Elders encourage youth to learn Inupiaq
Notes from the chorus of "Aarigaa" rang from the back room. In the main auditorium, a few people lifted up their heads when they heard the sound.
Dozens of Inupiaq speakers had gathered in one of the Elders and Youth meeting rooms to practice their language on the first day of the conference.
In line with the event's theme this year, language, culture, and tradition were a central focus during the week. Language circles for Sugpiaq, Inupiaq, and Yup'ik, among others, were held for speakers and learners to come together and talk.
"What you learned here, take it home, keep it in your heart and encourage each other because we need to get our language back," said one participant named Louisa.
As part of the Inupiaq language circle, the group split into smaller bunches to practice words for common phrases and emotions. Elders and youth were paired together and given a picture of a face that was happy, sad, or angry, for example. They had to act out the emotion while the rest of the group guessed the word in Inupiaq.
After a while, the group divided once again and a few of the elders led younger people in a game of Simon Says, or Follow the Leader. The elder would say a word and the youth had to do what they were told. One of the elders, James Nageak, had his group turning in circles and jumping up and down by the end.
"What I understand is we have a lot of bilingual education in our schools," he said. "The kids know a lot of vocabulary."
Before the language circle dispersed, the organizers asked elders if they had any words of advice or encouragement for young people trying to learn Inupiaq.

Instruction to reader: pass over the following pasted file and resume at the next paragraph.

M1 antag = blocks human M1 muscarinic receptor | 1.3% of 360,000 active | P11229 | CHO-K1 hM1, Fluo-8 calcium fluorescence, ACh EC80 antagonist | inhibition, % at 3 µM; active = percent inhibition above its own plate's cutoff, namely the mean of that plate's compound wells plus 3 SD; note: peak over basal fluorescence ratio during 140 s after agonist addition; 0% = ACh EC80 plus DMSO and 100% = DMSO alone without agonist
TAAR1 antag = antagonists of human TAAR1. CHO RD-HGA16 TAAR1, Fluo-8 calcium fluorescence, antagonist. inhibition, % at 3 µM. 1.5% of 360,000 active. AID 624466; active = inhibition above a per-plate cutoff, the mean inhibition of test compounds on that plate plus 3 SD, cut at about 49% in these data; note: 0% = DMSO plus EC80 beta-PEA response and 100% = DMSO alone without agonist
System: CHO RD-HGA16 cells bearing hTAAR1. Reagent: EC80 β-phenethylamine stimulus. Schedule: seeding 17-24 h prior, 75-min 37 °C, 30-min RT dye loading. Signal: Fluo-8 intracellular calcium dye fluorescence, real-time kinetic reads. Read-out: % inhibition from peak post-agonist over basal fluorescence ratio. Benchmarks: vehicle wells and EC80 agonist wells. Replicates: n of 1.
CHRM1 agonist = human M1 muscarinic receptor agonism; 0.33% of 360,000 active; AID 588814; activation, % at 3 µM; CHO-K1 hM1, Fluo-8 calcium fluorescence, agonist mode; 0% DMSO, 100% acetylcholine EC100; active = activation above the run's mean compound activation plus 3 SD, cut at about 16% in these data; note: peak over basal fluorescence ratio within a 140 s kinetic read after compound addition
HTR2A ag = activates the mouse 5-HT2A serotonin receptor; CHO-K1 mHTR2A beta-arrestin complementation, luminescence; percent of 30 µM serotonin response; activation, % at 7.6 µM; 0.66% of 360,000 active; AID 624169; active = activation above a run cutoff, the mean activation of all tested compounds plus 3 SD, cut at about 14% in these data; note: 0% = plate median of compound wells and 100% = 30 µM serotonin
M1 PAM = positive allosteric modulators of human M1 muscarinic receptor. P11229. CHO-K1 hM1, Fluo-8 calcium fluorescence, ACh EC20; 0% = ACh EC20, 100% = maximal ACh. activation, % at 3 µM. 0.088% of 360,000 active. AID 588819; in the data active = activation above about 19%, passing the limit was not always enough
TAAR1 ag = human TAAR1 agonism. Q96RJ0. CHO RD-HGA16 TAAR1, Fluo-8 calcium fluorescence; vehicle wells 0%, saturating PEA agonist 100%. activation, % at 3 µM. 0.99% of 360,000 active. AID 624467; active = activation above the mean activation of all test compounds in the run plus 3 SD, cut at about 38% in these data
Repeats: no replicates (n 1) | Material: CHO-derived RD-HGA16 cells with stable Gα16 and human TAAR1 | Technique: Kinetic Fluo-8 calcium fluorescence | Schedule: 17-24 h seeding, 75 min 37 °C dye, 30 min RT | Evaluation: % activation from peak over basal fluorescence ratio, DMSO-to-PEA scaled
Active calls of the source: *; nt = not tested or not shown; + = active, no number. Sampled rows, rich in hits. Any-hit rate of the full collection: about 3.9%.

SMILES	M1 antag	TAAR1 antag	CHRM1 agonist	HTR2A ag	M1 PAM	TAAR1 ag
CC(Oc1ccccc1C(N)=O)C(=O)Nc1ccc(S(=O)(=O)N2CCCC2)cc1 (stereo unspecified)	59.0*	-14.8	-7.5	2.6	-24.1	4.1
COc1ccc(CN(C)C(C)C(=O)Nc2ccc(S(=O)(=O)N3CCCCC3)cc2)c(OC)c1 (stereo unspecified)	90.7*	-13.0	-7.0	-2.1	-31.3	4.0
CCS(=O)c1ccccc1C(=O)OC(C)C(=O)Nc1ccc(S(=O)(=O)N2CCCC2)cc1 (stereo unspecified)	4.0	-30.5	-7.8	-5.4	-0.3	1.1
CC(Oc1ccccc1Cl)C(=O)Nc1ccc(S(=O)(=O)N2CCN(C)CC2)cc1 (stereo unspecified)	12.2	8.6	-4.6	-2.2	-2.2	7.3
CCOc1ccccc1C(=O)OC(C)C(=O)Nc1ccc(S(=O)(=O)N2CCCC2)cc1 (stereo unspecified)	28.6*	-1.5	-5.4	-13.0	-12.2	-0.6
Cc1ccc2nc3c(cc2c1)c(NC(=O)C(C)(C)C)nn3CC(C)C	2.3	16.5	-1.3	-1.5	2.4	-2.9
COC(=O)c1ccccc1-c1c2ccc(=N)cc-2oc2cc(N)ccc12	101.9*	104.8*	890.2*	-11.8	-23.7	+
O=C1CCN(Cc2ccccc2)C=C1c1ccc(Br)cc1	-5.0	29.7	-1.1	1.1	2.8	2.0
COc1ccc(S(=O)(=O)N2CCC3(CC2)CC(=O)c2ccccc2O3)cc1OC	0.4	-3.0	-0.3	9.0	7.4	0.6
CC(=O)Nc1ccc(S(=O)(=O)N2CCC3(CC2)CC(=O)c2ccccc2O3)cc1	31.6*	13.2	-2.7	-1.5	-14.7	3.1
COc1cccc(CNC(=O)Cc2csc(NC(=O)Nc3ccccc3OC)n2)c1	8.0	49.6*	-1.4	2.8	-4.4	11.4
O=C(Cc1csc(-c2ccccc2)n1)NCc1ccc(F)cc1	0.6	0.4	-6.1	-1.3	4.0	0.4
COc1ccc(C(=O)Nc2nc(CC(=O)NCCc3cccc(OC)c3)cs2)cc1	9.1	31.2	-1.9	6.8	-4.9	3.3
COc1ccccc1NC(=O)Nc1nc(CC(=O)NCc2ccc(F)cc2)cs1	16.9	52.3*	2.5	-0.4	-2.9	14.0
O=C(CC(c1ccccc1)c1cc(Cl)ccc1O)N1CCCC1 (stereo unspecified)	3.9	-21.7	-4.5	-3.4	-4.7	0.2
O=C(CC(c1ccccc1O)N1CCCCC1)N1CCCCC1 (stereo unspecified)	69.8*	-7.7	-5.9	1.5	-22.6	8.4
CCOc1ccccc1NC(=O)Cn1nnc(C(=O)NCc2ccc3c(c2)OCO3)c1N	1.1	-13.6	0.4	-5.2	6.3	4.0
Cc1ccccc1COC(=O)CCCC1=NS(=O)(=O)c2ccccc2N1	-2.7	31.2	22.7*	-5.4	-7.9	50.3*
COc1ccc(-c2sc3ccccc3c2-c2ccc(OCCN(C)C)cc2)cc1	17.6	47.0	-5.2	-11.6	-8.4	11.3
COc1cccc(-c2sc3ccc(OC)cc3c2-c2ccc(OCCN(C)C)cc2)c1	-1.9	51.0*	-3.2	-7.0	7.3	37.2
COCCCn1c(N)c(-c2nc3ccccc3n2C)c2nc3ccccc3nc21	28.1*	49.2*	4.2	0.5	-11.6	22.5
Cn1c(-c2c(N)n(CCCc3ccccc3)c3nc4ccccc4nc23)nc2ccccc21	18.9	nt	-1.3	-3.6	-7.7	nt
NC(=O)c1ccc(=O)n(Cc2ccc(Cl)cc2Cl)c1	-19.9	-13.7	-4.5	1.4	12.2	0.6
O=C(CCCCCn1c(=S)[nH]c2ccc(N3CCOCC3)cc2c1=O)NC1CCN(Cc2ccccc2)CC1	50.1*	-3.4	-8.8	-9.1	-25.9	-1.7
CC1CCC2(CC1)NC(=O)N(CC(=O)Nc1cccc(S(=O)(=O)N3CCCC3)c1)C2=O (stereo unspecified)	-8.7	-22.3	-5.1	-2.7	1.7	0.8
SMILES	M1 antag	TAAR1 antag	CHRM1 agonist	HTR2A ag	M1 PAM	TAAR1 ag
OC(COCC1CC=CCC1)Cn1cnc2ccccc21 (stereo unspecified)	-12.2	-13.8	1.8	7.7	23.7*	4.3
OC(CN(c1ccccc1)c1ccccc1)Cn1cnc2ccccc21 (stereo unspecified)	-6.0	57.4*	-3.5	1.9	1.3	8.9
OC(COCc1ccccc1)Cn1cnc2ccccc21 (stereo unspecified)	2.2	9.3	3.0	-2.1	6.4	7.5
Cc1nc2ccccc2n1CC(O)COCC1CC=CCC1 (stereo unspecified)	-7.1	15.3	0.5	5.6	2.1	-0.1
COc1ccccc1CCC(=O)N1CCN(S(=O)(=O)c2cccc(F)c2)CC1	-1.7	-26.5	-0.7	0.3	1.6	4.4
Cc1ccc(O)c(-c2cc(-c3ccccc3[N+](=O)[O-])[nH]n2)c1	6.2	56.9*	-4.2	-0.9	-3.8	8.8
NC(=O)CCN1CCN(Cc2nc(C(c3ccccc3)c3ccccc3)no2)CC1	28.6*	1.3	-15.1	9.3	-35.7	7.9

Nageak took the lead, saying youth should do the same and take their learning to the next level.
"You learn all of these words in school but you can't put them together sometimes," he said. "I want to encourage young people to learn something about grammar, how to put the Inupiaq words together."
He also noted subtle changes that have happened over the years, like the shift in meaning for "aapa" and "aaka" from "father" and "mother" to "grandfather" and "grandmother," and said it's useful to understand the history of the language, too.
After he finished speaking, Louisa stood up.
"What I really want to do is for all of us, even you young ones, when you go back, encourage each other," she said. "I've seen too many people give up because people are making fun of them. Encourage each other. If they don't pronounce it right, don't make fun of them. A lot of the young people, they tell me, 'They always make fun of me.' Don't let that stop you from learning your mother language. Go back."
Throughout the conference, there have been discussions about how to move forward from a legacy of cultural oppression. Indigenous languages have been casualties of Alaska's troubled history, as noted by several speakers.
"We've been so discouraged and we learned it very well, us elders, we've been so oppressed so long that our families learned that behavior. Our way is to help each other," she said.